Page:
^{2}. These are difficult to interpret because clearly a 1% R

^{2}over 1 day is a better strategy than one with an R

^{2}of 1% over a month. A nice focal point is an annualized Sharpe ratio. Historically, the benchmark offered by the equity risk premium is a nice focal point, because it is common and feasible (around 0.4, as given a 6% equity premium, a 15% annualized vol (I wrote a book why I think this is probably more like 0.1, but that’s a minority view). Anything above 0.5 is quite good, and above 1.0 excellent. The annualized Sharpe ratio is define as

By using annualized Sharpes we can compare apples to apples. As returns are linear in time, standard deviation increases by the square root of time, so one needs to have a common time to make Sharpe ratio comparisons.

Now, for many strategies, one is predicting the profit on the combination of a specific tactical rule with a model that generates an expected return. For example, if I think the market is going up, one can take advantage of this several ways: buy futures, options, bull-call spreads, etc. This adds degrees of freedom to the result, because often certain criteria can generate different Sharpe ratios.

I will assume one implements a linear position rule, such that a position is linear in the expected return of the strategy. Thus, if one expects a return of 1%, one has half the long position as when one expects a return of 2%; if one expect a return of -1%, one has the opposite position as when the expected return is 1%. It is the proportionality between signals that affects the Sharpe ratio, not the absolute size, because whether I invest, on average, $1k or $1MM, it will have the same Sharpe ratio. As to whether linear is optimal, intuitively it is pretty close to optimal, basically saying that if conditional variance is constant, you put down twice as many chips as when you expect twice the return.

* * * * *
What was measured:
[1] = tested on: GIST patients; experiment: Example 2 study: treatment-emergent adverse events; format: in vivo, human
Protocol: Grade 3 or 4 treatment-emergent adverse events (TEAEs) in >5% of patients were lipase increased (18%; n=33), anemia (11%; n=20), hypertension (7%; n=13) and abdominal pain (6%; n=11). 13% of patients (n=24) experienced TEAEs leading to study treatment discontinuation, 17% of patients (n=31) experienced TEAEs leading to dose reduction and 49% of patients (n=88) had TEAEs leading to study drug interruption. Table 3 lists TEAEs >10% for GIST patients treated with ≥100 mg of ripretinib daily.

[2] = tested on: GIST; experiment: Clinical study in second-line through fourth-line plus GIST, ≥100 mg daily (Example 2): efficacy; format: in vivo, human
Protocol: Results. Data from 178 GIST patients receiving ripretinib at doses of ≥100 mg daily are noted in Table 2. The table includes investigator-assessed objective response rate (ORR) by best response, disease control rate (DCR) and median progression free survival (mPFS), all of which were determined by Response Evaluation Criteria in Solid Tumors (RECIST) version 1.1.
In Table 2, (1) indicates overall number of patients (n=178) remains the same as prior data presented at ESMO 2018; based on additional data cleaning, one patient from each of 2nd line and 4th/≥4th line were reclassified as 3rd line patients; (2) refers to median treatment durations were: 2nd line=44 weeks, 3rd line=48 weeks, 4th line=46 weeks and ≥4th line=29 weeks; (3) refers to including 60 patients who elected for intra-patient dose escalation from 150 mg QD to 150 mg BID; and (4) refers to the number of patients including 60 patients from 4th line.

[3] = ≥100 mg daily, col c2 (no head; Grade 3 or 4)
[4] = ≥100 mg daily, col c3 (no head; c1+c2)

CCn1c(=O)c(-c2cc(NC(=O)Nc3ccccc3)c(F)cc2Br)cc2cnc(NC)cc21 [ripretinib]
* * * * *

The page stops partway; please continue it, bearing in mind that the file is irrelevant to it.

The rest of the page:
Thus, assume we are forecasting a return, which can be a portfolio, or a single stock, it does not matter. Some ‘thing’ has an expected return. This has a forecastable and nonforecastable component.

Here

*f*is the forecastable component, ε the random component, of the strategy return. Given the linear position rule, the exected return is simply

It is useful to assume the unconditional expected return above the risk-free rate on the strategy and the forecast are both zero. To the extent they are not, that would be part of the predictable return that would not be ‘excess’, a cost of capital. Thus, with we have

Now, the variance of the product of two Gaussian random variables, applied to

*f*and

*ret*, is

*Var(f⋅ret)=σ*

^{2}_{f,ret}+2σ_{f,ret}E(f)E(ret)+E(f)^{2}σ^{2}_{ret}+E(ret)^{2}σ^{2}_{f}+σ^{2}_{f}σ^{2}_{ret}The proof for that is quite tedious (see Bohrnstedt and Goldberger, 1969), and crucially relies on the Gaussian distribution to avoid extra complexity from higher moments (that’s why we love the normal!).

Given the expected returns are both zero, we have

So, the Sharpe of the strategy is just

Now, given σ

_{x,y}=ρ

_{x,y}σ

_{x}σ

_{y}we have

The nice thing is that the numerator, ρ

_{x,y}, is just the square root of an R

^{2}! That is, whatever your

*f*, the R

^{2}of a regression of the return on

*f*, is what you need to know to calculated a Sharpe ratio.

The last step is to annualize, to put this into consistent units. To do this we simply apply the adjustment. For strategies that are not necessarily done over calendar time in constant increments, we assume t=number of sequential trades per year. This generates the following adjustment. You multiply the Sharpe by the square root of the expected number of trades per year. So, in this equation, you meake sure you have the number of expected trades in there, t.

or

So, with an R

^{2}, and trading frequency, we can generate a reasonable Sharpe. For example, in the graph below, we see how the R

^{2}of Sharpe 1.0 strategies vary by the number of trades made per year (eg, a horizon of 1 month trades 12 times a year).

So, an R

^{2}when forecasting annual data, is not nearly as valuable as the same R

^{2}over 1 week. That's obvious on some level, but I think it's nice to have a specific formula to make such comparisons. An important qualifications is that transaction costs are not addressed here. The higher the frequency of the strategy, the higher the importance of transaction costs.

## 3 comments:

Just a heads-up, the "white on transparent background" images are very hard to make out when viewed over a white background (for example, in Google Reader).

I think you made a mistake when you annualized.

I believe you should have simply multiplied the formula by sqrt(t). Instead, you put the radical around everything.

In other words, I think annualized Sharpe should be (rho/sqrt(1+rho^2))*sqrt(t).

Correct?

Thanks for your great blog.

egads, you're right! I spent so much time trying to get those darn equations to work I didn't check them enough. It seems, with MathType, the equations are buggy, and sometimes show up, sometimes not, as if there's a randomizer in them.

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